Wassim is a young boy, Bashar has been a soldier in the army for about a year, and Firas is between his graduation from high school and enlistment, or continued studies. Bashar wishes to continue his army career. His grandmother is from Gaza and lives in Rahat (Bedouin town). There is no contact with the family, and she does not speak about hers. She has not been back to visit there for 40 years, since her wedding. “I am a soldier”, says Bashar. “Whoever comes to the fence wants to be a martyr. There are opening fire regulations.” His grandmother cried when he told her he was serving “in Gaza”. She said, “Don’t go there”.
Firas studied in Lahav, at the Joe Allon program, “Desert Stars”. Combining Jews and Arabs. Right now he works with his dad on the border, laying pipes and infrastructures. They work on kibbutzim and moshavim, in the area. There are good and bad people everywhere. It’s a bit scary to work on the border, but the army watches out for them.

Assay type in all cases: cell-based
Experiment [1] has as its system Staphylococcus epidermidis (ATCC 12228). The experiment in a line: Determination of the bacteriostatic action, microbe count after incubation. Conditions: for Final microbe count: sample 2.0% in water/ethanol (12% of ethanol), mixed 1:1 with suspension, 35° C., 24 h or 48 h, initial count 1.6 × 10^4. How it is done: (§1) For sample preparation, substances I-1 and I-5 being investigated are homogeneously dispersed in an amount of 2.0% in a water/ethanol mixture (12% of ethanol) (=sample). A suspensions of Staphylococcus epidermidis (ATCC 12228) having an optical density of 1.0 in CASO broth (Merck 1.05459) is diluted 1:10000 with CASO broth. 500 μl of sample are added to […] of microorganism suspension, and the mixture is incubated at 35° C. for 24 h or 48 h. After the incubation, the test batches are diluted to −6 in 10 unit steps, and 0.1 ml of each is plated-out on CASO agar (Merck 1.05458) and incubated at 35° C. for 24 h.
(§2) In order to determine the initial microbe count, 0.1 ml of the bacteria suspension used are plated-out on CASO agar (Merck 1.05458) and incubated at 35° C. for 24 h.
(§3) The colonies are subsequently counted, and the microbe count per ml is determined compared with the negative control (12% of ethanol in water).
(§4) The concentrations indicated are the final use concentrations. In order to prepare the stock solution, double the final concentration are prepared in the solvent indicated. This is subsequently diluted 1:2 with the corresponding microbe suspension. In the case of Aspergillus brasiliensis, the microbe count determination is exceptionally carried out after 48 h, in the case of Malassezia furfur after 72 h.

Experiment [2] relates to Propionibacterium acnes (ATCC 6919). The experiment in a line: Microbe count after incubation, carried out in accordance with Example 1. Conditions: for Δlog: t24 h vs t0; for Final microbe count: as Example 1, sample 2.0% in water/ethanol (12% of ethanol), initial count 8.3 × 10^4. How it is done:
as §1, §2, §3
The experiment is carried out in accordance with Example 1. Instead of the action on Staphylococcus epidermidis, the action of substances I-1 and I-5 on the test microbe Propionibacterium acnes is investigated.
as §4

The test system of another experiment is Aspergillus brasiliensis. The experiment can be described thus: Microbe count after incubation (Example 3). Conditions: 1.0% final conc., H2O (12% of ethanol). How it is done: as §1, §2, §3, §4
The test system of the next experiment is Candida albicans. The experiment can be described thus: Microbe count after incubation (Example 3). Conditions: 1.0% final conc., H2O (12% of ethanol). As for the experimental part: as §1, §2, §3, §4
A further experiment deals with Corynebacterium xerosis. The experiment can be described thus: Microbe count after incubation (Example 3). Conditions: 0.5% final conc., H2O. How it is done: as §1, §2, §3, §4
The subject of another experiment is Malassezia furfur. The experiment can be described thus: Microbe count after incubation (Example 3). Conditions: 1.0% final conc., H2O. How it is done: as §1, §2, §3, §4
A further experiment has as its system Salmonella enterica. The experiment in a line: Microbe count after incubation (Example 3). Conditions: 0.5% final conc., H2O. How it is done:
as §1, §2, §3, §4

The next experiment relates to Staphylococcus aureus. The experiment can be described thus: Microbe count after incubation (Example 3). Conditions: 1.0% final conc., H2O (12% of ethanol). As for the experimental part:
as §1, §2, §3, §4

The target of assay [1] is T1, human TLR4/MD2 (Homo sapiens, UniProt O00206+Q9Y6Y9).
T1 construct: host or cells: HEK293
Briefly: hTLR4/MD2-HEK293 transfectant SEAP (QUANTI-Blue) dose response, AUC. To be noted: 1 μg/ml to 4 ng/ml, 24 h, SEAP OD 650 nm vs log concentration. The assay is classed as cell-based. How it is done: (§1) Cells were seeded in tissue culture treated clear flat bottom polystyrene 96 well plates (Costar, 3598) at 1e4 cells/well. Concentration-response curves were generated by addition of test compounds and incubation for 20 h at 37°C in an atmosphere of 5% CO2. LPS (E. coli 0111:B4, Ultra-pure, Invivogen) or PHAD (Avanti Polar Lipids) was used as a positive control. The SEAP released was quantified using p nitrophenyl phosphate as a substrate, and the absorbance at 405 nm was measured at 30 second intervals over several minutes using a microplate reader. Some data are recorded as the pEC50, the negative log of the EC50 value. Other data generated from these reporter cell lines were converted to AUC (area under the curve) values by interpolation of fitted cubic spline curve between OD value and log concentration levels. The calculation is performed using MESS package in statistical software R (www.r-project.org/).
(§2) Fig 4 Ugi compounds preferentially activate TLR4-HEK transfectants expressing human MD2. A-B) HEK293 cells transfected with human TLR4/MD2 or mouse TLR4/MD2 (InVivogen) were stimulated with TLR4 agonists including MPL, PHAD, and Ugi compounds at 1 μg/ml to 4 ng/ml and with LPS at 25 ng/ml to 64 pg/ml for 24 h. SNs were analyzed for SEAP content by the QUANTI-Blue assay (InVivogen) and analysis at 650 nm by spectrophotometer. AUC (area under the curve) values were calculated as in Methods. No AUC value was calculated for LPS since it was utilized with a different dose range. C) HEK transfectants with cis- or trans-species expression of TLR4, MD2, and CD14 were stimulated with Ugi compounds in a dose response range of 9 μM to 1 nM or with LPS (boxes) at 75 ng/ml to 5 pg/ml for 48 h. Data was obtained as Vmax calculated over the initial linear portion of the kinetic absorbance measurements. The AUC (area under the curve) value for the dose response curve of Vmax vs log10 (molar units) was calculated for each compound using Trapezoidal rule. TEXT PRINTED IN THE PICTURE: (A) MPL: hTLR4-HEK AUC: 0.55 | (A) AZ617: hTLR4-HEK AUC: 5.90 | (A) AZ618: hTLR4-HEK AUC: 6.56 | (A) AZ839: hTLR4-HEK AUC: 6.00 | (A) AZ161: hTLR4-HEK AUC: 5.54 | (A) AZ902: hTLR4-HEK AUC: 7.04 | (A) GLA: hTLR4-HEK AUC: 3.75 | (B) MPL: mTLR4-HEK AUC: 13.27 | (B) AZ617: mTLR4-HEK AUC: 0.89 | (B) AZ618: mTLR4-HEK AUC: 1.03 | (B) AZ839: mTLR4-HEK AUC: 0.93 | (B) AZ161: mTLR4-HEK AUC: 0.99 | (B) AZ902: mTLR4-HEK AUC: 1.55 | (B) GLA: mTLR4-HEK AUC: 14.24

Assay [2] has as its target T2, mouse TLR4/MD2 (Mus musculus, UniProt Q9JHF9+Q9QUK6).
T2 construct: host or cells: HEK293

Brian asks what they think about all citizens doing some kind of service. Bashar and Firas think it’s very good. Firas says that Arab girls do civilian service. The boys who do not enlist work or study. Sometimes those who study in Israel after high school must do some sort of civilian service. Rami says that Arabs with skills similar to those of Jews are discriminated against on the civilian job market.
Nomika relates to what Brian said earlier about Jews teaching in Arab schools and vice versa. She says that it’s not true, there are more and more Arab teachers teaching in Jewish schools and not only Arabic. Bashar says it’s true, he knows such cases in Ofakin. Bashar doesn’t want to study, he desires a military career.
Firas wants to study business administration, and Wassim doesn’t want school – he wants to be a truck driver.
Rami asks Bashar to bring his grandma to our circle… It’s closing time and we disperse.
Participants this time were Shmulik, Talal, Mohammad, Seif, Kiram, Anis, Eyal, Rina, Roni, Oded, Malki, Nur, Nomika, Rami, Brian, Firas, Wassim, Bashar.
Wrote – Oded.